Your quick guide to paying tax on your pensions

Making sure you’re paying the right amount of tax can be taxing! If you receive a State Pension or other type of pension, then you may still need to pay tax on it.

Without the pay-as-you-earn (PAYE) structure of the workplace, you may find it hard to know when and how to pay tax on your pension.

Here’s what you need to know about your pension and tax liability – to stay compliant and stop tax liabilities from growing.

When do you need to pay tax on your pension?

In addition to the State Pension, some people may also receive payments from a private pension. Those born before 1951 (for men) or 1953 (for women) may also qualify for Additional State Pension.

Following retirement, you might also receive income from investments savings, or casual self-employment.

If the total income from all of these sources exceeds your Personal Allowance – currently set at £12,570 – then you will have to pay tax, even if you claim the State Pension.

How you’ll pay tax on your pension

How you pay tax on your pension depends on where it comes from.

If you receive State and private pensions, then your pension provider will deduct any tax that you owe at source – from both of your pensions.

In cases where you receive more than one private pension, HM Revenue & Customs (HMRC) will nominate just one provider to deduct tax.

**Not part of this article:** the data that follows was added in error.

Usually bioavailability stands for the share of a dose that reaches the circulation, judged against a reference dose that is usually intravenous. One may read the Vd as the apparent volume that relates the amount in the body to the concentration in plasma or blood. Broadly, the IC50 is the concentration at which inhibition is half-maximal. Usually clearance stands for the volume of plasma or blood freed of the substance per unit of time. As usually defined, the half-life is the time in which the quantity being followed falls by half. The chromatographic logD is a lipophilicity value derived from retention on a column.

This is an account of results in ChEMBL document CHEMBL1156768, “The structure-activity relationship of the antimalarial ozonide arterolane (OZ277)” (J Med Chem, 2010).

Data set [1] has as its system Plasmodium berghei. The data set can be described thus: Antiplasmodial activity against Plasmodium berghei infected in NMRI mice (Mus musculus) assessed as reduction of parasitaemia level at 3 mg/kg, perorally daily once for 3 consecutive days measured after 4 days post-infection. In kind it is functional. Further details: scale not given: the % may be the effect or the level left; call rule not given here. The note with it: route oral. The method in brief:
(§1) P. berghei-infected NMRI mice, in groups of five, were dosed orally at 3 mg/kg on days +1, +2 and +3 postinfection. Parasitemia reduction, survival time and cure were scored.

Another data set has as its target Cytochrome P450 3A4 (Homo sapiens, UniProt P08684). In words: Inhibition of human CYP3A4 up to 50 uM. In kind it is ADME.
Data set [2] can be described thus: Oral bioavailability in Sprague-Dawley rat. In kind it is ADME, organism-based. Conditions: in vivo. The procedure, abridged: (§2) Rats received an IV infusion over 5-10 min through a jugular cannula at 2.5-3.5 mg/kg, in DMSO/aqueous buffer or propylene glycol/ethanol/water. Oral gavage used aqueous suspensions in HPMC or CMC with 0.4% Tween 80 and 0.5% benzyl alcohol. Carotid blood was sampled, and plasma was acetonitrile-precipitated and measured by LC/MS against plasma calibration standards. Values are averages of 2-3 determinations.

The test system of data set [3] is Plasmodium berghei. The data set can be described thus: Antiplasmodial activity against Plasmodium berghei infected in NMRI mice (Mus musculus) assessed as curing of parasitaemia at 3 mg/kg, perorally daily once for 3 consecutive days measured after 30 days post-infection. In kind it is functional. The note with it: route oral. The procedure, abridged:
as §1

If you claim your State Pension in addition to employment, then your employer will deduct tax through PAYE on your income and pension.

Self-Assessment for pensions

What if your pension situation is different? If you receive only the State Pension or you have other income, such as from investments or property, then you’ll be responsible for paying tax yourself.

This usually means filling in a Self-Assessment form and returning it to HMRC.

You will then be told how much tax you owe, and it is your responsibility to pay it – typically through HMRC’s online system.

Is anything new?

Reports of letters from HMRC have caused worry among those receiving a State Pension. Taxpayers have been informed that they are being removed from Self-Assessment, leaving them with no mechanism in place to pay tax.

As well as causing confusion, this has left many people receiving State Pension in a sticky situation.

With no way for HMRC to collect tax at source, taxpayers may be worried that their unpaid balance could pile up quickly.

There is also the concern that, with the rising rates of pensions, the Personal Allowance freeze will mean a real-world fall in income for many receiving pensions.

Seeking support with your pension

To protect yourself and your pension from unpaid taxes, we recommend seeking advice from an experienced accountancy firm.

Our knowledgeable team of experts are here to guide you through the regulations around paying tax on your pension.

For further advice, please contact us today.